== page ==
Saturday, December 7, 2013
By Ken Allen
(Continued from page 1)
Usually on days with no surface rises, the insect seining net solves the problem of what submerged bugs are interesting the fish, but at times this doesn't work. What then?
I walk to a shallow riffle and see what baitfish are swimming in the skinny water. It might be blacknose dace or other baitfish with a single, dark stripe down the side. Or it might be sculpin, matched by a Muddler Minnow in the proper color.
In waters with wild brookies or browns, Slaymaker's Little Brook Trout or Little Brown Trout fools trout.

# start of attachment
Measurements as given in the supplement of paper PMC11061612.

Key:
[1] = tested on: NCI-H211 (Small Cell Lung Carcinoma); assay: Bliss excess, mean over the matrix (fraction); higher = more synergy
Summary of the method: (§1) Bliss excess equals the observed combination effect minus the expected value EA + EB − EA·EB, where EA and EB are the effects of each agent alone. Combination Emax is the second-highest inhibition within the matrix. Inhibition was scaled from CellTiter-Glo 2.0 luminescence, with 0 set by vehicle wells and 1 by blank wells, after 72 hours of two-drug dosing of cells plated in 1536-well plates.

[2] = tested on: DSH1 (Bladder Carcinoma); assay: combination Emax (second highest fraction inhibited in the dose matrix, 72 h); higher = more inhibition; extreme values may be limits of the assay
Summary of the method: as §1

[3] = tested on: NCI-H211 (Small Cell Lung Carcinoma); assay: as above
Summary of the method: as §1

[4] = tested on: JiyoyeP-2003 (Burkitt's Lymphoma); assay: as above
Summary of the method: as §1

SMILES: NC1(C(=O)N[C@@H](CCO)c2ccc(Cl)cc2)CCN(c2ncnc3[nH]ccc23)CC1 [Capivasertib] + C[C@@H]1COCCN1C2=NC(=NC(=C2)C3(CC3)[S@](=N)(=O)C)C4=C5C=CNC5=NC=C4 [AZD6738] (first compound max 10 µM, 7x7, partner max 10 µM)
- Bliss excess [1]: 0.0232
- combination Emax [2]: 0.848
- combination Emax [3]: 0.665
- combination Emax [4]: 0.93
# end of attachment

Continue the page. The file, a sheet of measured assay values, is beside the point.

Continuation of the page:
After matching a baitfish imitation to the prevalent baitfish, I work current seams -- an old-fashioned presentation where the fly rodder casts quartering across and downstream. The fly swings in a tight arc like a baitfish fighting the current, and then the caster retrieves the fly in a seam between a faster and slower flow, using short jerks or any sequence that works. Experiment.
Days surely pass when nothing rises, the nymph seine fails, the baitfish observation turns up nothing and every other tactic in the bag of tricks produces zero, which is why we call it "fishing" -- not "catching."
But novice fly rodders who stick with it will become legends eventually -- at least in their circle where such accolades count.
Ken Allen, of Belgrade Lakes, a writer, editor and photographer, may be reached at: